A project to return wild bison to the UK for the first time in thousands of years has won the acclaim of Hollywood star Leonardo DiCaprio – even though he appeared to eat the beast’s raw liver in his starring role as a frontiersman in movie The Revenant.
The actor, who is a keen environmentalist, highlighted the positive impact the bison are already having on the landscape in Blean, near Canterbury, Kent since their release earlier this year.
‘The Wilder Blean project’s mission is [to] let the animals’ natural behaviour nourish the commercial pine forest into natural woodland, allowing for new plants, insects, and wildlife to thrive in this habitat,’ DiCaprio posted on Facebook.
Kent Wildlife Trust responded: ‘How exciting to see that news of the bison release has reached Hollywood!! Thank you so much Leonardo DiCaprio for sharing information about our #WilderBlean project and for everything you’re doing to raise awareness of the #climatecrisis.’
Four European bison, who were released into the large nature reserve in the middle of July, have been fitted with tracking collars to allow researchers to gain insights into their behaviour.
And so far, they have already begun to make their mark on the woods, creating new paths and clearings in the forest.
The bison’s penchant for eating bark will knock over a number of trees, opening up trails and allowing light on to the forest floor, while their habit of enjoying a good dust bath will produce larger areas of open ground. These changes should allow new biodiversity such as plants, insects, and birds to thrive.
Organisers, The Wildwood Trust and Kent Wildlife Trust say this boost to biodiversity will show how such reintroductions can help more carbon to be stored, therefore tackling the climate crisis.
DiCaprio added: ‘European bison are the continent’s largest land animal and were extinct in the wild a century ago.
‘They are recovering through reintroduction projects across Europe, and recently three were released into the Kent countryside in Canterbury, becoming the first wild bison to roam in Britain for thousands of years.’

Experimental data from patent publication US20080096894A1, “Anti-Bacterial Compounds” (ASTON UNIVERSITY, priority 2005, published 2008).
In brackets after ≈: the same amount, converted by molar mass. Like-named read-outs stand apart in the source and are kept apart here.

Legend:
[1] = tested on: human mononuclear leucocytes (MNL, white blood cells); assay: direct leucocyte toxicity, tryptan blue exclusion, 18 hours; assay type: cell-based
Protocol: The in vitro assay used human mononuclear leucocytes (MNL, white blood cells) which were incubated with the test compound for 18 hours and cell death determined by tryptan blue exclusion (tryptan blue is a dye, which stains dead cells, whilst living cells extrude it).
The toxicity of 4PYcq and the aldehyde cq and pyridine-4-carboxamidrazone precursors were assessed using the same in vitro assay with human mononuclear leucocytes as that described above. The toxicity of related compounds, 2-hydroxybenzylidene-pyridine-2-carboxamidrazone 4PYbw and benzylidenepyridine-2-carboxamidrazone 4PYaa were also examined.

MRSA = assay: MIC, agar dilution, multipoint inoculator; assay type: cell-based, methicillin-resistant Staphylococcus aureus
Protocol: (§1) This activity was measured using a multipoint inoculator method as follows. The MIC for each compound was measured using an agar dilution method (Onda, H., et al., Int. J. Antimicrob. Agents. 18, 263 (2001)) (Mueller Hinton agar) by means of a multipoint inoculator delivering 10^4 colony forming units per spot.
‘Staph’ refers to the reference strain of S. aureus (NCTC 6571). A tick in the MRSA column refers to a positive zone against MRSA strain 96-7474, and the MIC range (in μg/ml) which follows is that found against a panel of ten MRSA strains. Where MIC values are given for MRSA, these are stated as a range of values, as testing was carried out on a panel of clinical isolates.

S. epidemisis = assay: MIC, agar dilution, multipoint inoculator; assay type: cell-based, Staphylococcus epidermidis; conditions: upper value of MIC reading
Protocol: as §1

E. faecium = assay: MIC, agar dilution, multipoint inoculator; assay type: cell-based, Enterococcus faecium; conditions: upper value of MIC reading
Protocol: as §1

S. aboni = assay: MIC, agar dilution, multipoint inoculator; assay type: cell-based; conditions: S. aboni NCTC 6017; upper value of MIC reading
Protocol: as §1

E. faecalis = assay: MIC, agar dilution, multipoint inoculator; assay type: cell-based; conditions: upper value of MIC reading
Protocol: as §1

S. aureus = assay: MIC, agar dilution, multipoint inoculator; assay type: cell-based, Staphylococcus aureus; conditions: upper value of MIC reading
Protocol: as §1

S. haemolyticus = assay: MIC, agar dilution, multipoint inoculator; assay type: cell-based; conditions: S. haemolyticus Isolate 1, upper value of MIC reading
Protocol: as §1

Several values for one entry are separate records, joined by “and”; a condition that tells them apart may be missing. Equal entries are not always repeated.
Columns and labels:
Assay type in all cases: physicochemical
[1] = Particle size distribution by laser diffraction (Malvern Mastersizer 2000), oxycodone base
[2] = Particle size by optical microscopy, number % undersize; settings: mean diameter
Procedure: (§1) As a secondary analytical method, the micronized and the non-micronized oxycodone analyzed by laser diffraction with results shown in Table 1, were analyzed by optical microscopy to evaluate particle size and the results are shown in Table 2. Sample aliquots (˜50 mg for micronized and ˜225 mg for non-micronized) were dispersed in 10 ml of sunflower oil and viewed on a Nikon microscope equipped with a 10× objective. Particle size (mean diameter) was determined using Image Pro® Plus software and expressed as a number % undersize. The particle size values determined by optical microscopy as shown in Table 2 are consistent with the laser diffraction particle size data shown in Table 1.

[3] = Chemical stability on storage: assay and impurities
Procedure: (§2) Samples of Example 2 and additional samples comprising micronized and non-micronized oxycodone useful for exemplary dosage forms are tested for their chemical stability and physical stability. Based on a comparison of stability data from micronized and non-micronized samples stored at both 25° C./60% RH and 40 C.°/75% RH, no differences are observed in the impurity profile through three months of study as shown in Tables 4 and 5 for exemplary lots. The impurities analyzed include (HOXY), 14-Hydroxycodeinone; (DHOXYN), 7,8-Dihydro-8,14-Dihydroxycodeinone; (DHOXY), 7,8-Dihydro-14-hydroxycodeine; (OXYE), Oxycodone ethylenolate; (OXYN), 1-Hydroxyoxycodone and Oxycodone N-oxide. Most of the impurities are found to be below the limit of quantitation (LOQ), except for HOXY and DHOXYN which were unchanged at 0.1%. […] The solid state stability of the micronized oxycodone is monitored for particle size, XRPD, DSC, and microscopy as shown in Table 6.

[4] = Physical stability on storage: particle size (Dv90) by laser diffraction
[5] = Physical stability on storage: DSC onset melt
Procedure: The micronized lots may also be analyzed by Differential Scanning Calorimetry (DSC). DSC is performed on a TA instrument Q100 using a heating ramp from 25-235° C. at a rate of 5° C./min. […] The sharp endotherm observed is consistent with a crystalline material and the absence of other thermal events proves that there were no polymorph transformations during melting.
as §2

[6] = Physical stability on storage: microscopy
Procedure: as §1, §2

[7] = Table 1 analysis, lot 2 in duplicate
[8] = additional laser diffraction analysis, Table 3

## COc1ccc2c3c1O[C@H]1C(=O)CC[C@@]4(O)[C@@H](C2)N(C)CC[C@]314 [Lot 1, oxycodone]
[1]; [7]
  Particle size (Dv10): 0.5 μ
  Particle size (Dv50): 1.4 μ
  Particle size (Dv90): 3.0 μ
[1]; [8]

Kent Wildlife Trust said the bison, along with Exmoor ponies and iron-age pigs, ‘will transform the woods into a lush, thriving, biodiverse environment once more and allow us to step back from hands-on management.’
Ranger Donovan Wright said that in just a few weeks the bisons’ behaviour was changing the structure of the woodland.
He said: ‘The bison have already had a remarkable impact. I did not expect it to be so sudden, but literally from the first day you could sense their presence in the woods.
‘We have seen them create a network of paths opening up trails of up to a metre wide. Through dense silver birch thickets that were once almost impenetrable, you can now comfortably walk along bison trails. And we are not the only ones using them, I have seen foxes, rabbits, and a slow worm sunbathing on one.
‘When you follow the bison trails there is the unmistakable smell of bison in the air and, of course, bison droppings. They have healthy appetites, eating up to 35kg of vegetation a day, and with that come lots of fertilising and seed dispersal.’
Fellow ranger Tom Gibbs added: ‘While they are very much wild animals, they have distinctive personalities. I have seen the two younger females playing and enjoying their surroundings. They will jump in the air when they get excited, chase each other and run around.
‘They also have quite specific head movements when at play. They are really enjoying being outside – it’s fantastic they are comfortable enough to interact in this way.’